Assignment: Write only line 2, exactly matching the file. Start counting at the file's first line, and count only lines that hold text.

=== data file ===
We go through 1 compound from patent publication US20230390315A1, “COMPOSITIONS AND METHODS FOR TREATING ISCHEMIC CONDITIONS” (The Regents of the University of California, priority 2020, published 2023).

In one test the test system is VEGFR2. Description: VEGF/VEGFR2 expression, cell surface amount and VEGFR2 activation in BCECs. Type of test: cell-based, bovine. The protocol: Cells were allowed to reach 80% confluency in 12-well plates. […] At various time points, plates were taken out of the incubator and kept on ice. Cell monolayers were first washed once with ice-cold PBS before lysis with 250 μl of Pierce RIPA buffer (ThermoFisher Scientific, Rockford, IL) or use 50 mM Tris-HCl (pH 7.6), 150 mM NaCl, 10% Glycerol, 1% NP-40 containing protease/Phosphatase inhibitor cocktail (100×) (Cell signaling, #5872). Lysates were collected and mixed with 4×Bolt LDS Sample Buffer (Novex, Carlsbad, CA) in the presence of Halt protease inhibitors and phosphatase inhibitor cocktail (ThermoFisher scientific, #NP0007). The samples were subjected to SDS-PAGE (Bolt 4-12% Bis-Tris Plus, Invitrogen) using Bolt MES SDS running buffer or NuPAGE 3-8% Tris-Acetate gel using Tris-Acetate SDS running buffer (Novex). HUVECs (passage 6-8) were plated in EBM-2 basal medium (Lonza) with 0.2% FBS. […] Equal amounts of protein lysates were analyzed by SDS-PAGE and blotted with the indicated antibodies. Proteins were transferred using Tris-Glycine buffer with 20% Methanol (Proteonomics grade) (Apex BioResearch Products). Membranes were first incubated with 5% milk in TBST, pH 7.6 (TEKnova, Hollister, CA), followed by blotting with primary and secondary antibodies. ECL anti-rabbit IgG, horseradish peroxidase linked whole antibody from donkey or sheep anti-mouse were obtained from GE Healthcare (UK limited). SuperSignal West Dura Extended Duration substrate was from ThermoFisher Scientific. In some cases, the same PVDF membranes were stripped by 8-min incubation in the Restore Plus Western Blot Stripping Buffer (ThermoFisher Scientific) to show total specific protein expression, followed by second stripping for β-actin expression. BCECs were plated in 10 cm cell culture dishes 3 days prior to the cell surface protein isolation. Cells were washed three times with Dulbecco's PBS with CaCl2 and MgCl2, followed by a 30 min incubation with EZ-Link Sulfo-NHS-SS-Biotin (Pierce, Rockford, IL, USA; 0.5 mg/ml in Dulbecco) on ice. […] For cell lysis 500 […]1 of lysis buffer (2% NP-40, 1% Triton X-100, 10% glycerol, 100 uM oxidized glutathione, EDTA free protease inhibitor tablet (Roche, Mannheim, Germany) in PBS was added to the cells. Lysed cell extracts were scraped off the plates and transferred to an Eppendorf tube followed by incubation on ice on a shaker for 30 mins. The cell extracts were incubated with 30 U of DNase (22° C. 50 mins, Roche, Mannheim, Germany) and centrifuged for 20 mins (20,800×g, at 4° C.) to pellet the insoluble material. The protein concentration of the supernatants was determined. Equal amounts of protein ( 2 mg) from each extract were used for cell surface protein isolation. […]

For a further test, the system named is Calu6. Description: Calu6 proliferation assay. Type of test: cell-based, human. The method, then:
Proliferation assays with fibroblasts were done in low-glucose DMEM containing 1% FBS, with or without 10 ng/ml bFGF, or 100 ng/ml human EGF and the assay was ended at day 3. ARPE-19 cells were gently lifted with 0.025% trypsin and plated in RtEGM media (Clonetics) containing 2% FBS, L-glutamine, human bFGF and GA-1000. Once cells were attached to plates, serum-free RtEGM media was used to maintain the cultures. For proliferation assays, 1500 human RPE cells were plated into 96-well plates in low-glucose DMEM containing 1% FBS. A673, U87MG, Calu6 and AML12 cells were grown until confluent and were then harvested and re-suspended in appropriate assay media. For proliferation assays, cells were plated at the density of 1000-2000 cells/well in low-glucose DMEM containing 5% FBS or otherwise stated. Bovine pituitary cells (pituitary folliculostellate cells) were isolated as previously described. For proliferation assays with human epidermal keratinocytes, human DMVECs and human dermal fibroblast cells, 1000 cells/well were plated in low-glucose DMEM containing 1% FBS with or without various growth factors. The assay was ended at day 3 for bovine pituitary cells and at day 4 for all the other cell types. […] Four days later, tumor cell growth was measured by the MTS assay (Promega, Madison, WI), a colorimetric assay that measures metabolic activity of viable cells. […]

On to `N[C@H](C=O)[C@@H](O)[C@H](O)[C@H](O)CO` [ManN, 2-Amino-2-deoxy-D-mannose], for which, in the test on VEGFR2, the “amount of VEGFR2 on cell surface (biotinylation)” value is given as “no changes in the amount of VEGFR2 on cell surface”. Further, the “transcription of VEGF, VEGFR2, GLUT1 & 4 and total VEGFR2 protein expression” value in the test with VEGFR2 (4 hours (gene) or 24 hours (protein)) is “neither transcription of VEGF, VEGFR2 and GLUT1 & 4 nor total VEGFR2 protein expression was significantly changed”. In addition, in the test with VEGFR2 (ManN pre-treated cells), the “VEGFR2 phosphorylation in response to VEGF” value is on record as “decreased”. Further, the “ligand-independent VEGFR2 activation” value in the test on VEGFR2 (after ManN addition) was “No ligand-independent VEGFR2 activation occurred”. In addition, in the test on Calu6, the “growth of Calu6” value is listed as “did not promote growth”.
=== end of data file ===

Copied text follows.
In one test the test system is VEGFR2. Description: VEGF/VEGFR2 expression, cell surface amount and VEGFR2 activation in BCECs. Type of test: cell-based, bovine. The protocol: Cells were allowed to reach 80% confluency in 12-well plates. […] At various time points, plates were taken out of the incubator and kept on ice. Cell monolayers were first washed once with ice-cold PBS before lysis with 250 μl of Pierce RIPA buffer (ThermoFisher Scientific, Rockford, IL) or use 50 mM Tris-HCl (pH 7.6), 150 mM NaCl, 10% Glycerol, 1% NP-40 containing protease/Phosphatase inhibitor cocktail (100×) (Cell signaling, #5872). Lysates were collected and mixed with 4×Bolt LDS Sample Buffer (Novex, Carlsbad, CA) in the presence of Halt protease inhibitors and phosphatase inhibitor cocktail (ThermoFisher scientific, #NP0007). The samples were subjected to SDS-PAGE (Bolt 4-12% Bis-Tris Plus, Invitrogen) using Bolt MES SDS running buffer or NuPAGE 3-8% Tris-Acetate gel using Tris-Acetate SDS running buffer (Novex). HUVECs (passage 6-8) were plated in EBM-2 basal medium (Lonza) with 0.2% FBS. […] Equal amounts of protein lysates were analyzed by SDS-PAGE and blotted with the indicated antibodies. Proteins were transferred using Tris-Glycine buffer with 20% Methanol (Proteonomics grade) (Apex BioResearch Products). Membranes were first incubated with 5% milk in TBST, pH 7.6 (TEKnova, Hollister, CA), followed by blotting with primary and secondary antibodies. ECL anti-rabbit IgG, horseradish peroxidase linked whole antibody from donkey or sheep anti-mouse were obtained from GE Healthcare (UK limited). SuperSignal West Dura Extended Duration substrate was from ThermoFisher Scientific. In some cases, the same PVDF membranes were stripped by 8-min incubation in the Restore Plus Western Blot Stripping Buffer (ThermoFisher Scientific) to show total specific protein expression, followed by second stripping for β-actin expression. BCECs were plated in 10 cm cell culture dishes 3 days prior to the cell surface protein isolation. Cells were washed three times with Dulbecco's PBS with CaCl2 and MgCl2, followed by a 30 min incubation with EZ-Link Sulfo-NHS-SS-Biotin (Pierce, Rockford, IL, USA; 0.5 mg/ml in Dulbecco) on ice. […] For cell lysis 500 […]1 of lysis buffer (2% NP-40, 1% Triton X-100, 10% glycerol, 100 uM oxidized glutathione, EDTA free protease inhibitor tablet (Roche, Mannheim, Germany) in PBS was added to the cells. Lysed cell extracts were scraped off the plates and transferred to an Eppendorf tube followed by incubation on ice on a shaker for 30 mins. The cell extracts were incubated with 30 U of DNase (22° C. 50 mins, Roche, Mannheim, Germany) and centrifuged for 20 mins (20,800×g, at 4° C.) to pellet the insoluble material. The protein concentration of the supernatants was determined. Equal amounts of protein ( 2 mg) from each extract were used for cell surface protein isolation. […]